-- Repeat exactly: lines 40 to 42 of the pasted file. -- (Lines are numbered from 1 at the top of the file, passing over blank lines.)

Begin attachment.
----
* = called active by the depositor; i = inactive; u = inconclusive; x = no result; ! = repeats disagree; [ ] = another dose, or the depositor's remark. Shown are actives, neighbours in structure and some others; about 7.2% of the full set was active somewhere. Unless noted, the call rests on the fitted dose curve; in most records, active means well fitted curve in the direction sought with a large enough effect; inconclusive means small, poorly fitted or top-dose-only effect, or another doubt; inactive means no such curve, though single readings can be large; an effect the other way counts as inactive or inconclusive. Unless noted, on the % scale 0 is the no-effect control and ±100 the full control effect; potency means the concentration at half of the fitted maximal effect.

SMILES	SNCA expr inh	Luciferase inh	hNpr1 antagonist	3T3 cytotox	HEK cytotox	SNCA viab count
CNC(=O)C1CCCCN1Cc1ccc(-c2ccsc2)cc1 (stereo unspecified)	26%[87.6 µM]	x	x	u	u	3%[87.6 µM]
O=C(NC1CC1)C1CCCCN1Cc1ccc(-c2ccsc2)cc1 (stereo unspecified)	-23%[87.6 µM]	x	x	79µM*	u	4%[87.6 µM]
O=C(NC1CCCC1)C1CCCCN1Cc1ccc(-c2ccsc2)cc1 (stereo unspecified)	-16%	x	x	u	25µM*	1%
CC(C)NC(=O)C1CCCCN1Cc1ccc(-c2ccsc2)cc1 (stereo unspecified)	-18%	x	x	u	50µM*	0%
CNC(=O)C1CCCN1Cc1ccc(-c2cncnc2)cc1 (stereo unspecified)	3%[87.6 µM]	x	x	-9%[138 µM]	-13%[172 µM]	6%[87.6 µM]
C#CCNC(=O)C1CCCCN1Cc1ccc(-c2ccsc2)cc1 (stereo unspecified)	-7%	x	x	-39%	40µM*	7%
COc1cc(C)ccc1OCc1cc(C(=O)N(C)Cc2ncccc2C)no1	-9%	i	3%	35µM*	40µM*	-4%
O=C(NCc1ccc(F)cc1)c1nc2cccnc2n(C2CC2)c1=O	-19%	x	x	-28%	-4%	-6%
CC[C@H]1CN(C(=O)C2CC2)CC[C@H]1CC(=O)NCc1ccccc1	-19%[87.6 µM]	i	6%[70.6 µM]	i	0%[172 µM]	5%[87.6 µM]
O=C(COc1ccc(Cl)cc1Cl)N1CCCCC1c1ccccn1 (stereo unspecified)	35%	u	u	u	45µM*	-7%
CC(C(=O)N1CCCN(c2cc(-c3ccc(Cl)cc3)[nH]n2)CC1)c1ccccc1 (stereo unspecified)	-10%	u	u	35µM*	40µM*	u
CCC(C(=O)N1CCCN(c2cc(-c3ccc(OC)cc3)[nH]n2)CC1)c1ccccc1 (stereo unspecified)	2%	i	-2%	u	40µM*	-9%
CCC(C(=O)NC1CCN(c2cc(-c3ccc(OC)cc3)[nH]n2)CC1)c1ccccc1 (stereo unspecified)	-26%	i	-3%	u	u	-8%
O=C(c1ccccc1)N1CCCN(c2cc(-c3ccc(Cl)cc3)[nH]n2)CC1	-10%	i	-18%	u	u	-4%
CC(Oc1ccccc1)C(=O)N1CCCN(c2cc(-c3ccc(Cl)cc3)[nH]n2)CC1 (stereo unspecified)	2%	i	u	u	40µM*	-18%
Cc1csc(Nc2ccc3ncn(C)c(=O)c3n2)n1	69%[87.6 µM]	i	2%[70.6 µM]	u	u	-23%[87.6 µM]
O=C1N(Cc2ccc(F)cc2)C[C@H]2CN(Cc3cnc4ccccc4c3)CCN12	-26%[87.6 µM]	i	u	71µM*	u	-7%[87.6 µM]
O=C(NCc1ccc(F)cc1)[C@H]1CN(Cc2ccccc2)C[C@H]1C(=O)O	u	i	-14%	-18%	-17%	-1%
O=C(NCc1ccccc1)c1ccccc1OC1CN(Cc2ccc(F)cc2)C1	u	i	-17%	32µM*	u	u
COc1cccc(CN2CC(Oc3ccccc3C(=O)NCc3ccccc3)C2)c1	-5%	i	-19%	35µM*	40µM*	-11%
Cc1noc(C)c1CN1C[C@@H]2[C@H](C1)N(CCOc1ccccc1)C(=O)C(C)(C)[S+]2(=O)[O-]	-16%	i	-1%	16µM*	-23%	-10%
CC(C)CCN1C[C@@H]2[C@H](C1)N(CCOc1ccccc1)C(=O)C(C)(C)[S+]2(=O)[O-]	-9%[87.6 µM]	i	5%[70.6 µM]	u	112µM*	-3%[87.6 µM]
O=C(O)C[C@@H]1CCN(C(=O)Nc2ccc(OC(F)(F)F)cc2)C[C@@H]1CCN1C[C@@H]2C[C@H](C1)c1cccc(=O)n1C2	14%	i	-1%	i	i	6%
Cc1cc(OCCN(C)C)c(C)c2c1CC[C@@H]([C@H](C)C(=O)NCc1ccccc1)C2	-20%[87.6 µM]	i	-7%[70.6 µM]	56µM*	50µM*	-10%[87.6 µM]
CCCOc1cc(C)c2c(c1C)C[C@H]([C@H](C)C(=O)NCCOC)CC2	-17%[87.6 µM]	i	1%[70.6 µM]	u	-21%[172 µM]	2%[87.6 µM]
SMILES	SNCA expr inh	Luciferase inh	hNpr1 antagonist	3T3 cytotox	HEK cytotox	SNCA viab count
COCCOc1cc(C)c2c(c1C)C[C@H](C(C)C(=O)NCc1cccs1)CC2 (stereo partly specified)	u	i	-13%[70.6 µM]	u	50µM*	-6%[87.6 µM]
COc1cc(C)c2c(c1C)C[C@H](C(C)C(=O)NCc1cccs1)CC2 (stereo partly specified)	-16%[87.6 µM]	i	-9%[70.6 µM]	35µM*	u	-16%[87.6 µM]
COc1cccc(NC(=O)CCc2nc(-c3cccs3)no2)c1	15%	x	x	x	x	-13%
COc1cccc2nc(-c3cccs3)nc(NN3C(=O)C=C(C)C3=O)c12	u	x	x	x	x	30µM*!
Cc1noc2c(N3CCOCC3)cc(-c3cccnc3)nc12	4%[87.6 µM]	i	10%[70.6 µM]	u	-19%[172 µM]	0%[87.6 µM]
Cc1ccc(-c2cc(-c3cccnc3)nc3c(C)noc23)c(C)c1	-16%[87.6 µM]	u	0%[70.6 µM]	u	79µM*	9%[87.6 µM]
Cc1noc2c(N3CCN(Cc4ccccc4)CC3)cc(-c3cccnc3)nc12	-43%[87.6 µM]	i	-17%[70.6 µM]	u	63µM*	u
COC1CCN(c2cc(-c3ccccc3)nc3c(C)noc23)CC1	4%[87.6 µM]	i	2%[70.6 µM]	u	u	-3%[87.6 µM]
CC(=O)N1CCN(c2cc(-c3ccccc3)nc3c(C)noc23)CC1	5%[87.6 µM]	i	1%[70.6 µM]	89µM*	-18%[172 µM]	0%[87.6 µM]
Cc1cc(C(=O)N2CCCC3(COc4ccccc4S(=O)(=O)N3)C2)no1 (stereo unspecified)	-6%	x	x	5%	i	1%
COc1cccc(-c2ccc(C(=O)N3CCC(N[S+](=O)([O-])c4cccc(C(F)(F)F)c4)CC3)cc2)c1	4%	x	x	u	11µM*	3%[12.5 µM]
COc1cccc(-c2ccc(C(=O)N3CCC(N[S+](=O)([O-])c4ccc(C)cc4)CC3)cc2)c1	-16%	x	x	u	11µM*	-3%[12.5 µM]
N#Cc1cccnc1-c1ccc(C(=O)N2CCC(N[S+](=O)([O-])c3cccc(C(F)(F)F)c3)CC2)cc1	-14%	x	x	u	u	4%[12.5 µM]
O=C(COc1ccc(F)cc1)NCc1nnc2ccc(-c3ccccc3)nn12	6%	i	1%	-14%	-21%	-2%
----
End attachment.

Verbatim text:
COc1cccc(-c2ccc(C(=O)N3CCC(N[S+](=O)([O-])c4ccc(C)cc4)CC3)cc2)c1	-16%	x	x	u	11µM*	-3%[12.5 µM]
N#Cc1cccnc1-c1ccc(C(=O)N2CCC(N[S+](=O)([O-])c3cccc(C(F)(F)F)c3)CC2)cc1	-14%	x	x	u	u	4%[12.5 µM]
O=C(COc1ccc(F)cc1)NCc1nnc2ccc(-c3ccccc3)nn12	6%	i	1%	-14%	-21%	-2%